Institut de France
Institut de France by Benh LIEU SONG, CC BY-SA 3.0,

President Emmanuel Macron will host the upcoming Global Forum on AI for Humanity in Paris, for which Emily L. Spratt is curating the art exhibition, Au-delà du Terroir, Beyond AI Art. As a direct outcome of the previous G7 summit, the forum will bring together artificial intelligence experts and world leaders to discuss the major challenges presented by Al and how they can be overcome to responsibly benefit humanity.  

The exhibition, in the form of a digital projection, will run throughout the course of the forum, scheduled for October 28-30 at the Institut de France in Paris. Spratt, an accomplished curator, selected seven projects by leading artists, scholars, and cultural-heritage specialists, all of whom use Al tools to critique, create, or analyze art and architecture. The contributors to the exhibition are impressive. They include: Hito SteyerlMario KlingemannRefik AnadolRobbie Barrat, AICAN (Ahmed Elgammal), ICONEM, and one project including the famous Parisian chef Alain Passard.

Emily Spratt
Photo of Emily L. Spratt by John Palisay
and with permission from 20 Exchange Place

The art exhibition accompanies three days of lectures, workshops, and panel discussions about how the international community can work together to support the responsible development of Al technologies. The discussions will touch upon cybersecurity, safety, and privacy, how Al is affecting the workplace and possibly eliminating jobs, and how governments can regulate data and the ethical, political and legal challenges involved in such regulation. In this context, Spratt is shaping the visual tenor of the forum.

“This exhibition explores the use of Al tools that defy our expectations of what we have designated as the reach of human-cultivated creativity, and opens debate on the changing use of images in our society today,” says Spratt, who is both an art historian and a data scientist whose research merges philosophy, ethics, and AI.

The exhibition takes a critical approach to the emerging area of AI art. In the following interview, Spratt, Postdoctoral Research Fellow at the Data Science Institute, discusses the exhibition and the forum. She also talks about , which bridges the arts and sciences. 

Florida: Can you talk about how the exhibition brings a critical perspective to AI and “AI art?” Why is it “beyond AI art?”

Spratt: First of all, the term “AI” is problematically vague in its meaning. Secondly, “AI art” has accrued some negative associations in the art world as a monolithic contemporary style. My exhibition is about the use of deep learning techniques to create images and videos that are appropriated as art, and it is particularly focused on the creative uses of Generative Adversarial Networks (GANs). Discussing art produced with these methods also requires theoretical positioning, and it is my hope that the exhibition will encourage discourse on this subject that is beyond “AI art.”

Florida: Which artists in the exhibition do you see taking the most critical approach to the uses of deep learning techniques for visual media?

Hito Steyerl
Hito Steyerl, This is the Future (film still), 2019
Video installation, environment
This is the future, 2019: single channel HD video, color, sound, 16 minutes
Environment: raised walkways, projection screens, Smart Glass panel, Dimensions variable
Image courtesy of the Artist, Andrew Kreps Gallery, New York and Esther Schipper, Berlin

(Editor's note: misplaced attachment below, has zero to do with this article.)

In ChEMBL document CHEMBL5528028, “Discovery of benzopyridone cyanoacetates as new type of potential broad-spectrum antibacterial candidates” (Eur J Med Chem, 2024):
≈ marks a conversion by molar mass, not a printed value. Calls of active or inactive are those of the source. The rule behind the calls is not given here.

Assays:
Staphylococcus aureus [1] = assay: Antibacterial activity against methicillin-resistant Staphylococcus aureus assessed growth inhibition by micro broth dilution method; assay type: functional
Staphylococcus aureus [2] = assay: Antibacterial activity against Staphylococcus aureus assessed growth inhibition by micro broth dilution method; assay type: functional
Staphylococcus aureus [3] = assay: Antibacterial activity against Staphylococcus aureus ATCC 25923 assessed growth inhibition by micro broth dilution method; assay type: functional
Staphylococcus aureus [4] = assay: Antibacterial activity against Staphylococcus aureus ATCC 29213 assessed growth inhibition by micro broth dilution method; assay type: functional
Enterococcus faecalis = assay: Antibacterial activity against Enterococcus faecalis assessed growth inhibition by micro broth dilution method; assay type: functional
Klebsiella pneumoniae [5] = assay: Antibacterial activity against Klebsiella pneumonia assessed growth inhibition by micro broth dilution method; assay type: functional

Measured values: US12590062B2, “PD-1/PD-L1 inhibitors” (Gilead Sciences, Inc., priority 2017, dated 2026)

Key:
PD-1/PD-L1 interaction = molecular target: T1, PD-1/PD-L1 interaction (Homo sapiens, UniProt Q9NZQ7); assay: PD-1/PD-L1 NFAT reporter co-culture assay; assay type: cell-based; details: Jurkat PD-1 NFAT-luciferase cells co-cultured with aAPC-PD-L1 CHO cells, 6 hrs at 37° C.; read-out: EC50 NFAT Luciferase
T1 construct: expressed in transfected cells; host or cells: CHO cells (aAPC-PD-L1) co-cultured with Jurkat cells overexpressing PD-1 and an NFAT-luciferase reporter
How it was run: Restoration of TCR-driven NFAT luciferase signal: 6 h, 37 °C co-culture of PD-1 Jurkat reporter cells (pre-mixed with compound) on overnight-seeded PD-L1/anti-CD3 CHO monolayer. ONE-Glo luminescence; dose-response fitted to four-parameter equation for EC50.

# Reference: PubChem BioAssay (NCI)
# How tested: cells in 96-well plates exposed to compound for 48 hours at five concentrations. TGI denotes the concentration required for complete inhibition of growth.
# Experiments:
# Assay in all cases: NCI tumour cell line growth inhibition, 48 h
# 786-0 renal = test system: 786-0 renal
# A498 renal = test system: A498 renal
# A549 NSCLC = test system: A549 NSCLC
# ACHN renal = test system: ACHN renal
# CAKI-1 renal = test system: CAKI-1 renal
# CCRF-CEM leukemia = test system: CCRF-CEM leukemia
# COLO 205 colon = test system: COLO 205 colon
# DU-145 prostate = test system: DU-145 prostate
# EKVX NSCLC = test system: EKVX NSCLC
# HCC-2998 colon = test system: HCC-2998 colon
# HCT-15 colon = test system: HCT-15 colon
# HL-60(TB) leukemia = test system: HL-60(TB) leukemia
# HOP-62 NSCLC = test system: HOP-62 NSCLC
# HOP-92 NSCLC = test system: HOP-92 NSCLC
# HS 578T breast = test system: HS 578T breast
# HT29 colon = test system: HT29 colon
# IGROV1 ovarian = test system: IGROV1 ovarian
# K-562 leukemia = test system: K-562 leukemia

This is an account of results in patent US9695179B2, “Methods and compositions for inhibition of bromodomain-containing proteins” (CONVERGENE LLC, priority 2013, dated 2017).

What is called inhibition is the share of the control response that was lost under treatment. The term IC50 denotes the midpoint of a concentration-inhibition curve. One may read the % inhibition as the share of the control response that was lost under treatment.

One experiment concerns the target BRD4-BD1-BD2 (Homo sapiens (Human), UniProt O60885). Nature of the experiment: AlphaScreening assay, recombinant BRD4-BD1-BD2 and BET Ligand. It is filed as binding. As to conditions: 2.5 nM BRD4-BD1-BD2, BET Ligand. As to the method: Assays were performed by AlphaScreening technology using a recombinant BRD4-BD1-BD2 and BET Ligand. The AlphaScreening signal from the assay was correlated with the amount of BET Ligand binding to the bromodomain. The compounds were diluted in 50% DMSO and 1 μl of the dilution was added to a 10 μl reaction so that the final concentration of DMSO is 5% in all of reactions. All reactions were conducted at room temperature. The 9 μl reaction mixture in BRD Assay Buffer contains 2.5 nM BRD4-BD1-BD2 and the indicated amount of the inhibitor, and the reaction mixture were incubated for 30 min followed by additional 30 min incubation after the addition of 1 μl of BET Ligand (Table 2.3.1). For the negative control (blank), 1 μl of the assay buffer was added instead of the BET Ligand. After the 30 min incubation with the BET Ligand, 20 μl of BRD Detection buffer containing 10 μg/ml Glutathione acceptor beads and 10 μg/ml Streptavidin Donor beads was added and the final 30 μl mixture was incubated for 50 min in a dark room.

Spratt: The film stills that I selected from Hito Steyerl’s video installation “This is the Future,” which premiered at the 2019 Venice Biennale, bring attention to the philosophical concerns that GANs raise in predicting the immediate future. Steyerl is well known for her critical stances on the uses of technology and she brings attention to the insufficiencies of computer vision science to mediate or replicate human experiences.

By contrast, Mario Klingemann embraces the creative possibilities offered by deep learning methods. His art showcases the richness of the image fields inherent to the GANs universe, and leaves viewers convinced of their need for further harvesting. One of Klingemann’s videos that I chose emphasizes how “deep fake” faces may be animated, not only to create “fake news” videos, but also as a tool of artistic reflection. In another, an excerpt from “Hyperdimensional Attractions: Bestiary,” he explores how digital objects can be rendered as organic, evolving life forms of indiscriminate earthly origins. In this regard, Klingemann’s art brings attention to the very soil within which GANs-produced visuals develop: our very humanistic datasets of images.

Mario Klingemann
Mario Klingemann,
Hyperdimensional Attractions, Bestiary (excerpt), 2019

Florida: One of the artists here, Robbie Barrat, is famous for his association with the half-million dollar AI art sale for Christie’s. What is he bringing to the exhibition?

Robbie Barrat, Runway Still, 2018
Robbie Barrat, Runway Still, 2018

Spratt: Robbie Barrat is the 19-year old artist and computer scientist who created the open-source code for an artwork that a commercially driven group of young entrepreneurs took to create an “AI portrait” that did indeed do rather well at auction. In this regard, Barrat’s presence in the exhibition cannot help but invoke a conversation surrounding the questions of artistic authorship on this type of art, and the ethical issues affecting the open-source spirit of the computer science community. I should also add that the community more or less shunned the business operation that used his code for the Christie’s sale.

The reason I wanted Barrat to be a part of the exhibition, however, is because he is doing fascinating work on the use of GANs for haute couture and I expect that he will soon be recognized as a luminary for the fashion world looking to AI. For the exhibition, Barrat used images and videos of Balenciaga’s runway to generate it anew. For me, it was tremendous fun selecting the fall line from his GANs-produced reinterpretation of Balenciaga for what would be shown in Paris. His generated runway video that is in the exhibition is an unforgettable visual journey of melting pastels and a tour de force of fashion poses in their most iconic expressions.

Florida: What other forms of art are explored in the exhibition?

Spratt: Refik Anadol explores architecture. Employing an enormous dataset of photographs of European architecture, he has brought what the artist terms “Machine Hallucinations” to the exhibition. In his practice, Anadol uses GANs and images in 512 dimensions to create immersive, film-based installations that defy both our experience of gravity and our understanding of the physical properties of construction materials. The video presented in the exhibition reveals the computer’s understanding of the relationships of architectural images in given datasets. This is visually manifested in the presentation of architectural forms replete with constant undulating movement. The images appear radically transforming and ultimately disintegrating into what can be described as an exploration of surfaces in space. By extension, these images exceed our physical and cultural experiences of architecture in the world as we know it.